Monday, October 01, 2012

Balto Book Festival 2012

Bookworms Donna B., Peter G., Mindi and Amy look for good reads

(Saturday, September 29) - Amy and I went to the 2012 Baltimore Book Festival this past Saturday and, I must admit, we go to score books and check out the food and music - not to hear authors read or talk. I know that's shameful for two English majors and, in my case, a practicing librarian, but as The Donald (Rumsfeld) once quipped in a moment of profound metaphysical insight, "It is what it is." (Besides, we get book talks every day of the week at my library. Talk is  cheap - I'm all about the swag and the goods!)

We spent an inordinately long time at the first stop we made, Book Rendezvous (where we also rendezvoused with Donna Stinnett Bowen, Mindi Siegel and "Man About Mt. Vernon" Peter Geier, as pictured above) because in addition to many fine books there were some great vinyl LPs this year, as well. Used records and paperbacks could be had for as cheap as $1 so, being a "I'd buy that for a dollar" kinda guy, I immediately scarfed up a 1952 Charles Schultz masterpiece The Wonderful World of Peanuts, a Penguin edition of Graham Greene's "entertainment" The Ministry of Fear, modern Evelyn Waugh-heir apparent Tom Sharpe's Indecent Exposure, and Richard S. Prather's The Shell Scott Sampler.

Four Score for a $1: Schulz, Prather, Greene & Sharpe

I was particularly pleased with my Shell Scott score, as these are really fun hard-boiled detective reads in the simile-savvy Raymond Chandler meets politically incorrect Mickey Spillane sexist-womanizer style. Plus the beautiful sexy gal cover was by pulp artist extraordinaire Robert E. McGinnes. McGinnes illustrated 18 Prather covers (see them all on Flickr) - not to mention covers for Rick Holman's Carter Brown, Ian Fleming's James Bond (his most iconic was for the theatrical poster for the film Casino Royal), and Mike Shayne paperbacks.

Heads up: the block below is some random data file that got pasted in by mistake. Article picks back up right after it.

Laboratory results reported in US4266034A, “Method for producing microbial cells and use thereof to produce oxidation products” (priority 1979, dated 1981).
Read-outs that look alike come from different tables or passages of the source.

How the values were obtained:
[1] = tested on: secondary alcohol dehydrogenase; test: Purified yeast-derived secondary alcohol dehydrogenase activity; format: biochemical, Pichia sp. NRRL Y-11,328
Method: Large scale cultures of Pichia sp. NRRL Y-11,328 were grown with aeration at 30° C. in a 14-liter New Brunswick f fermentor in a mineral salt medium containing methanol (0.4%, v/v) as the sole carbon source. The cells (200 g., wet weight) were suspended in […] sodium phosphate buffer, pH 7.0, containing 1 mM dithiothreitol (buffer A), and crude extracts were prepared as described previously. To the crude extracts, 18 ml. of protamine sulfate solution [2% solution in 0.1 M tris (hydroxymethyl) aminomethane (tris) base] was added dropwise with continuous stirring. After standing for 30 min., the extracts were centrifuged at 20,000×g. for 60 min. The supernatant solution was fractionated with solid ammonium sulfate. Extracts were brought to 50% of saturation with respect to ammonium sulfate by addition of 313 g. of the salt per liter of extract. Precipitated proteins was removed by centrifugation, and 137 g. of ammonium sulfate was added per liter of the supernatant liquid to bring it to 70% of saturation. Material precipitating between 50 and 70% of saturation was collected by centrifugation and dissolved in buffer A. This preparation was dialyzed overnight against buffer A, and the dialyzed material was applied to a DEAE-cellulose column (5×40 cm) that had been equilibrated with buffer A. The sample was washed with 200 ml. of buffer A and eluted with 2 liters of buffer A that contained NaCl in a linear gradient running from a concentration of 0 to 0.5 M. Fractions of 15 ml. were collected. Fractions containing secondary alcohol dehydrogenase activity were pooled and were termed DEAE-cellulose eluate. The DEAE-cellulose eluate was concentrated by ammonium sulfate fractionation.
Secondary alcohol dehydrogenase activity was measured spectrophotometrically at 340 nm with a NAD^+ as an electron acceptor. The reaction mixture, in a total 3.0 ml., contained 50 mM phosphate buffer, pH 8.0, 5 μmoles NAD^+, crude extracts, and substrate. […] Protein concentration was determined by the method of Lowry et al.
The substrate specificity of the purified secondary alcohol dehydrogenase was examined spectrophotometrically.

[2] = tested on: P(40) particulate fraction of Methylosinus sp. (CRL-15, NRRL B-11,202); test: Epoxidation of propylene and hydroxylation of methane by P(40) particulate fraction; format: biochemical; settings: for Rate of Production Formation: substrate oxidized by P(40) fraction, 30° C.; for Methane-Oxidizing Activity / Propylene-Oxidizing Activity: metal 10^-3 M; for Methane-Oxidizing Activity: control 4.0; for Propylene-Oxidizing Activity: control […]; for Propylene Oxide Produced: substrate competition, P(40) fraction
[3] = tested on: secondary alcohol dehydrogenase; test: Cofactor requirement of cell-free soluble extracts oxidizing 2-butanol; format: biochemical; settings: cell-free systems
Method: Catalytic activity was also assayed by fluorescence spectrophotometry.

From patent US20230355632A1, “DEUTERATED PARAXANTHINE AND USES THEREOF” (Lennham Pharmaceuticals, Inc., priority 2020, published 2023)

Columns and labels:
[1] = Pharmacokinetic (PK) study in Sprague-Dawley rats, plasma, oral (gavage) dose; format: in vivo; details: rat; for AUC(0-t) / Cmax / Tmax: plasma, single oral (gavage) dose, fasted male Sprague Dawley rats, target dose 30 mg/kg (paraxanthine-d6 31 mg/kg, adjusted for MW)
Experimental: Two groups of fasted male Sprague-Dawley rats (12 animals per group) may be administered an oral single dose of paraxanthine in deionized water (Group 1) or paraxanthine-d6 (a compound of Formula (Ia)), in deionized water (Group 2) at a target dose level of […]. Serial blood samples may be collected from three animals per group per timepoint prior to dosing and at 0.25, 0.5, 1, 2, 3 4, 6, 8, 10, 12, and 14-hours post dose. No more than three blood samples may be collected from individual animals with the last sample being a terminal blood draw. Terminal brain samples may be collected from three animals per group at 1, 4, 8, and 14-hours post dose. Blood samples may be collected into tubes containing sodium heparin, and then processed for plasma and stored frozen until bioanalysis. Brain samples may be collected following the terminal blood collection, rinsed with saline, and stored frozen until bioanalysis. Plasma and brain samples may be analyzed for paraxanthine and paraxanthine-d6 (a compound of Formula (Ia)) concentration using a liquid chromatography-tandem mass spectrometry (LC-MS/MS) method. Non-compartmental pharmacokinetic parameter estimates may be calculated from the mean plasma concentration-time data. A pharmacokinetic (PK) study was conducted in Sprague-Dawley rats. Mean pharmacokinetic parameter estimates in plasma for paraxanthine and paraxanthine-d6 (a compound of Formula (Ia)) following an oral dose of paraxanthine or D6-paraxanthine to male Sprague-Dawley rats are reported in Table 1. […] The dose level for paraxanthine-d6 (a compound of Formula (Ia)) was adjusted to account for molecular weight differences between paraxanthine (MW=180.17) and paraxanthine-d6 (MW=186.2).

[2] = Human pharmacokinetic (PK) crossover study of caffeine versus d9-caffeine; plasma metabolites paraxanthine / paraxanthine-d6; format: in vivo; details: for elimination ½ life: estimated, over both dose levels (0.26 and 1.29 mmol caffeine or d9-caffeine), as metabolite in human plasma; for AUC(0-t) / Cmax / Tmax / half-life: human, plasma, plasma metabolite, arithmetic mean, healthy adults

McGinnes's psychedelic "Casino Royale" poster art

McGinnes gals Bang a Gong - and Get It On!

A McGinnes cover makes it a book you wanna curl up with in bed
In his preface to Art Scott and Wallace Maynard's gorgeous collection The Paperback Covers of Robert McGinnis (I'm so glad Michael Yockel gave me my copy, because it's out-of-print and goes for between $110-170 on Amazon!), Prather commented on McGinnes's "fine art" as follows:
"...he paints members of the opposite sex in a way that makes them more opposite; somehow he makes brush strokes in another dimension (one I hope to visit at least briefly when far far away in the future I kick the bucket); clearly, at his most creative, he is in contact with angels, some of whom pose for him.

Pursuing this mystical connection: I suspect that Mr. McGinnis and I share a belief seldom spoken of aloud by us men, for fear that we may be considered mentally unhinged. I have long believed that all women - tall or short, fat or thin, beautiful or less beautiful - are Goddesses. Yes, I really do mean authentic honest-to-God capital-G Goddesses, bright sparks of burning spirit with their blinding light temporarily dimmed behind sweet flesh in order that we dorks, at least sometimes, may approach them with less fear and trembling than we otherwise would."
I love Raymond Chandler's prose above that of all others, mainly for his brilliant hard-boiled similes and "Chandlerisms," and Prather is clearly a protege of Marlowe's creator, albeit in a much more un-P.C. style that reflects the influence of his two-fisted (one fist to hold the liquor, the other one for a cigarette) Spillane and Swingin' '60s Bondsian times. 'Twas the era of G-men (girls, guns and guts) or perhaps (as the Bonzo Dog Doo-Dah Band crooned in "Big Shot") of "L-men" (liquor, love and laughs). Take this passage describing sexy model Lydia Brindley  from "The Guilty Party":
"She smiled but still didn't say anything. Maybe she couldn't talk. Maybe she was an idiot. I didn't care. But if curves were convolutions, she had an IQ of at least 37-23-36, or somewhere in that neighborhood, and that's the high-rent district.

Moreover, if some faces can stop a clock, hers would have made Big Ben gain at least forty minutes an hour. A lot of black hair, somewhat tangled, as if a horny Apache dancer had just wound his hands in it, preparatory to flinging her across the room. Narrow dark brows curving hotly - yeah, whether you think so or not, they curved hotly - over tawny brown eyes the indefinable shade of autumn. Lips that would burn holes in abestos. And then that genius body. Man, whatever she had, it should be contagious."
OK, it's not exactly Shakespeare or Melville. Perhaps it's not even "Letters to Penthouse" worthy in its graphic adulation of the female form ("I never though this would happen to me, but when Good Time Sally squeezed my..."). But it's great fun and works for me. (And was Prather anticipating my feelings about Amy with that line about "whatever she had, it should be contagious"?).